Kia EV6 GT-Line

Road Test


Featuring a high-tech platform with ultra-rapid charging capabilities usually reserved for more expensive cars, as well as long ranges, the Kia EV6 brings with it the dawn of a new era for the South Korean company. Richard Gooding samples the newcomer which ushers in Kia’s bold, and brave, new age

What is it?

Along with parent company Hyundai, Kia has undergone a remarkable transformation in the past few years. Unrecognisable from the company it was when it first appeared in the UK during the 1990s, its latest range of cars combine neat styling with cutting-edge technology. The EV6 undoubtedly embodies this shift the most.

Styled unlike any other Kia past or present, and built on the Hyundai Motor Group’s new Electric Global Modular Platform (E-GMP) which allows for 800V high voltage charging tech to slash charging times, it heralds a seismic shift in what a Kia should be. Available in either single motor rear-wheel drive (RWD) or dual-motor all-wheel drive (AWD) configurations.

What range does it have?

All versions of the EV6 use the same 77.4kWh lithium-ion battery, whether it’s mated to a single motor on RWD models or a pair of motors on AWD cars. These two variances in powertrain make-up are the only factors affecting range, along with wheel size.
Rear-wheel drive models fitted with 19-inch wheels have an official WLTP-tested single driving range of up to 328 miles on the combined cycle, which dips to 313 miles when the wheels are an inch larger. The AWD models manage up to 314 miles on 19-inch wheels on a full charge. This figure drops to up to 300 miles when fitted with 20-inch rims.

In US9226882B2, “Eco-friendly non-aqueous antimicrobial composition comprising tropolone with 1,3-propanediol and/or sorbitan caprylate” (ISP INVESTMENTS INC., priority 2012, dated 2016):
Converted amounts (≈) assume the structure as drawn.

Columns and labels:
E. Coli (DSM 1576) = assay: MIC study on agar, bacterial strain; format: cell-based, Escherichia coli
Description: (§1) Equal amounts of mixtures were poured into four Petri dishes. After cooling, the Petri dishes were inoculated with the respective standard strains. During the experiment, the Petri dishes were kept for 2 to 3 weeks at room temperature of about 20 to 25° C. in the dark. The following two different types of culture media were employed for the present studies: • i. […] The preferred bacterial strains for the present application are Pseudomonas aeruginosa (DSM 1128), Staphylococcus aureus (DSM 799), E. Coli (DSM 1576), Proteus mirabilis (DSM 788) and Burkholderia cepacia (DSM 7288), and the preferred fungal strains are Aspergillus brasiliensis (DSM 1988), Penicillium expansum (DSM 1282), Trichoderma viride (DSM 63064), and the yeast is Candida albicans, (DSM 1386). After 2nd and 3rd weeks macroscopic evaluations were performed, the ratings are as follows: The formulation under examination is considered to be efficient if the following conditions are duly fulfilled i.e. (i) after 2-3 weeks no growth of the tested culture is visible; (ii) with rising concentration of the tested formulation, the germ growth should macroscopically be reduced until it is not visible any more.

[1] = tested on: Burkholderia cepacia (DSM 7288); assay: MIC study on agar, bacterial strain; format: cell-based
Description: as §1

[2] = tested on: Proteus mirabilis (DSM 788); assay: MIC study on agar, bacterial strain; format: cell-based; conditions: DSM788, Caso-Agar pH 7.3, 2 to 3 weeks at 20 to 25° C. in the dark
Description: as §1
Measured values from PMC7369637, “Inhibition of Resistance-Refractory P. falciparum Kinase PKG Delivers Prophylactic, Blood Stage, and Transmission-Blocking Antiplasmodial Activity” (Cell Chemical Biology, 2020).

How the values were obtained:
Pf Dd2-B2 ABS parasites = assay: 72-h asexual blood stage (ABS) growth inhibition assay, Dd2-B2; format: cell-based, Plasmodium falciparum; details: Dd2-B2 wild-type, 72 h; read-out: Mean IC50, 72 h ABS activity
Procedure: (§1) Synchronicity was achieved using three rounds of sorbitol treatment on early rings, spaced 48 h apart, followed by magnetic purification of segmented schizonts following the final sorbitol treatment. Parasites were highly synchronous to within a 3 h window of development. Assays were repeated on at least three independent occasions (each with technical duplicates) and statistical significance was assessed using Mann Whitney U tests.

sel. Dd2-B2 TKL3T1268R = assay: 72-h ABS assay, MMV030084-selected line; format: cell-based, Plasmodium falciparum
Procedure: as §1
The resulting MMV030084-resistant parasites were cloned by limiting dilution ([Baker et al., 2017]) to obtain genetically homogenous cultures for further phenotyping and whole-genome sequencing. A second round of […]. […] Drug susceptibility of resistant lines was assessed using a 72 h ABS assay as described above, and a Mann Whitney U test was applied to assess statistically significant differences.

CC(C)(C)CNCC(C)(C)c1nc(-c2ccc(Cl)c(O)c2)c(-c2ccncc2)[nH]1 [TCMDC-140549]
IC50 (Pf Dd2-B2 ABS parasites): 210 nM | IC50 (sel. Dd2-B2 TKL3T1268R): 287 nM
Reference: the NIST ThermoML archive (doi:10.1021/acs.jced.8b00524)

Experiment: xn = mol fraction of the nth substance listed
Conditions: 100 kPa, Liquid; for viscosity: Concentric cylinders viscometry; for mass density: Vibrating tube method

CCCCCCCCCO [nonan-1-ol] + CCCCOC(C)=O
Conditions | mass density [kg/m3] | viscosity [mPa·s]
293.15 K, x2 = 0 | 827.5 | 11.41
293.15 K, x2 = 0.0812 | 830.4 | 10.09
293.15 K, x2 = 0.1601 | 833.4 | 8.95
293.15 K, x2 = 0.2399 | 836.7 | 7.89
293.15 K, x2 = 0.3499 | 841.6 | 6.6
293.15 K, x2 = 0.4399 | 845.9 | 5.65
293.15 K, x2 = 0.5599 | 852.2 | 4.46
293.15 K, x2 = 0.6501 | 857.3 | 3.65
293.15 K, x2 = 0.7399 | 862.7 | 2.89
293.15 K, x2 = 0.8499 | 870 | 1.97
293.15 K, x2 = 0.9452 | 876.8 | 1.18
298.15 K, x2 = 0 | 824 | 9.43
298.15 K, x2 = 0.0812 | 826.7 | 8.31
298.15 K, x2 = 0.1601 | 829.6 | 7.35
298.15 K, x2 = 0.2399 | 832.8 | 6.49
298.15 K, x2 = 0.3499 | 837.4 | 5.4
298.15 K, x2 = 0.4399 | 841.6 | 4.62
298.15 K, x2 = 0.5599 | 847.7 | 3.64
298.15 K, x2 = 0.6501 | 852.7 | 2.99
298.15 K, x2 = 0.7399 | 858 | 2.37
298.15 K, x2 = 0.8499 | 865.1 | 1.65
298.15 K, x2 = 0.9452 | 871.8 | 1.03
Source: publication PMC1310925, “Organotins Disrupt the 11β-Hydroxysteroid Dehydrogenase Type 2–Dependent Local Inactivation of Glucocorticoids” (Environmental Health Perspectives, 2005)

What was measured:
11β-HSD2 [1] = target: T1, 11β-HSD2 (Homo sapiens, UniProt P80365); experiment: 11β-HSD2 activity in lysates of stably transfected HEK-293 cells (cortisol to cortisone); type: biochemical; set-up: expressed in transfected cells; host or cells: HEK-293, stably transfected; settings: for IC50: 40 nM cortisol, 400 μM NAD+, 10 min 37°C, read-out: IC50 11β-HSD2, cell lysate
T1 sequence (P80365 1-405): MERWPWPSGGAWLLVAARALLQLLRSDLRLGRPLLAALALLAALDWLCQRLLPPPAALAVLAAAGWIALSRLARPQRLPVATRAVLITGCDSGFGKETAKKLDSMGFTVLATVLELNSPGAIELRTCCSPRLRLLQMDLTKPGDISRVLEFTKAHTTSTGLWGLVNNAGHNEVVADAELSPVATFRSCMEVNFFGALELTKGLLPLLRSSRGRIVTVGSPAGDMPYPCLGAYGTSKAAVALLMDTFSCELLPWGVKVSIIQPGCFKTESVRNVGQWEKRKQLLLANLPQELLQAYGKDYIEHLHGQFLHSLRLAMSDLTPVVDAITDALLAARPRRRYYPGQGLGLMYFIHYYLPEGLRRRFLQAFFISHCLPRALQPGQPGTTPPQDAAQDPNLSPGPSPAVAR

Helping drivers get the most range is Kia’s latest regenerative braking system. Keeping to the tried-and-tested pair of paddle shifters behind the steering wheel – why change an intuitive set-up – there are six levels of regeneration to choose from. These include an ‘i-Pedal’ one-pedal setting which harvests the maximum energy from the brakes to slow the car down and bring it to a stop. It’s a well-judged system and takes little getting used to.
Efficiency is pegged at 3.4-3.7 miles per kWh, but it’s worth noting that an EV6 was the most efficient car on the 2022 Great British EV Rally, scoring 5.0 miles per kWh. However, it was driven by a pair of pro-economy drivers.

How long does it take to charge?

Any cars based on the new E-GMP platform architecture have a lead when it comes to charging. Using 800V technology – twice the voltage of most EVs – when plugged into a 350kW ultra-rapid charger, the EV6’s battery can be refilled from 10 to 80 per cent in just 18 minutes. When using a 50kW fast charger, the same capacity can be reached in one hour and 13 minutes.